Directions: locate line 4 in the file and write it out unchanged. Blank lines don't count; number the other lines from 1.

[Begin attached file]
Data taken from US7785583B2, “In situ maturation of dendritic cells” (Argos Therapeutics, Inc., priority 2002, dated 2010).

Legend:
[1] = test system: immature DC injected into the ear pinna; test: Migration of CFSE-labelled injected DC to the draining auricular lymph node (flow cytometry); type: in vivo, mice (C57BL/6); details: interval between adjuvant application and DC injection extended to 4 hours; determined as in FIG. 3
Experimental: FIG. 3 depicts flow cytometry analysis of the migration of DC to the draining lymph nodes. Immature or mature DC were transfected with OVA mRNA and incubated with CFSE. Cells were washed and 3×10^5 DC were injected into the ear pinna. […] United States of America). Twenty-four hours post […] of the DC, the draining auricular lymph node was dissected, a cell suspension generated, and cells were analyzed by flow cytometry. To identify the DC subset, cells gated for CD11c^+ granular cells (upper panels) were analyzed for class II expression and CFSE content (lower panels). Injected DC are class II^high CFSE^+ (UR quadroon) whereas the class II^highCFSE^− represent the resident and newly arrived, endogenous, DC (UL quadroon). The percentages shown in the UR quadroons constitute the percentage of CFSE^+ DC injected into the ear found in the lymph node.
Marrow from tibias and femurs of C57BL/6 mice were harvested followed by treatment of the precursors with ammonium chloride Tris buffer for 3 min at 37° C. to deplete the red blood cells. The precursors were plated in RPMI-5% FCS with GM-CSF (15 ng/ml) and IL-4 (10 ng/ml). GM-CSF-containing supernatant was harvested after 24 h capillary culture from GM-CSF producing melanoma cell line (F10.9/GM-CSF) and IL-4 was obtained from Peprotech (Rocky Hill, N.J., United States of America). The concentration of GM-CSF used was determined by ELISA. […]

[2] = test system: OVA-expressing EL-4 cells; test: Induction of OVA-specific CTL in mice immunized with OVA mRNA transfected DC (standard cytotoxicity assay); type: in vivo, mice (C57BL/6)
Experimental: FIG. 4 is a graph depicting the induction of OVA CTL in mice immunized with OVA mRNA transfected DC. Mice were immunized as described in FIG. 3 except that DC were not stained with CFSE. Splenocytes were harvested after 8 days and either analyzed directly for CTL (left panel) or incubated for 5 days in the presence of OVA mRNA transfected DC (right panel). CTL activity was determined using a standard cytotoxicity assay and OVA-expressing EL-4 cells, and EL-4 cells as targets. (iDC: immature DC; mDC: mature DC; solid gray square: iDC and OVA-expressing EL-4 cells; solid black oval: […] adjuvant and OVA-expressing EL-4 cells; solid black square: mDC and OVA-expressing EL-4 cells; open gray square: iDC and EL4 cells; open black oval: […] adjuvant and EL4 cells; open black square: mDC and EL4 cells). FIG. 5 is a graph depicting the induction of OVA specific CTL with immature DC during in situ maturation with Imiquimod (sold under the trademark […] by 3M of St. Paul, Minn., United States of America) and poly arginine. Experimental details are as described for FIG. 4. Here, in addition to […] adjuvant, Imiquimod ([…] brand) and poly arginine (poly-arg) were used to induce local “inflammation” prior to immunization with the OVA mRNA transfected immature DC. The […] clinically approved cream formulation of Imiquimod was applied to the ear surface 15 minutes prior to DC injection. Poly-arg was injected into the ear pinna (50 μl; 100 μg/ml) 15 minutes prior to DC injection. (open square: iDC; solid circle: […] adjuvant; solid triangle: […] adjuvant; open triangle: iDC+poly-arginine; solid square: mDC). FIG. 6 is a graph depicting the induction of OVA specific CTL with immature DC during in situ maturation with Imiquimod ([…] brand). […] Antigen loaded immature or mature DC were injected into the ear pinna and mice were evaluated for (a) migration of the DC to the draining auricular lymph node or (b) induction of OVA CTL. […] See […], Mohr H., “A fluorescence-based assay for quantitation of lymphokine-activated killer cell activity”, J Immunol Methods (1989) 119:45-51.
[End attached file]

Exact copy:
Experimental: FIG. 3 depicts flow cytometry analysis of the migration of DC to the draining lymph nodes. Immature or mature DC were transfected with OVA mRNA and incubated with CFSE. Cells were washed and 3×10^5 DC were injected into the ear pinna. […] United States of America). Twenty-four hours post […] of the DC, the draining auricular lymph node was dissected, a cell suspension generated, and cells were analyzed by flow cytometry. To identify the DC subset, cells gated for CD11c^+ granular cells (upper panels) were analyzed for class II expression and CFSE content (lower panels). Injected DC are class II^high CFSE^+ (UR quadroon) whereas the class II^highCFSE^− represent the resident and newly arrived, endogenous, DC (UL quadroon). The percentages shown in the UR quadroons constitute the percentage of CFSE^+ DC injected into the ear found in the lymph node.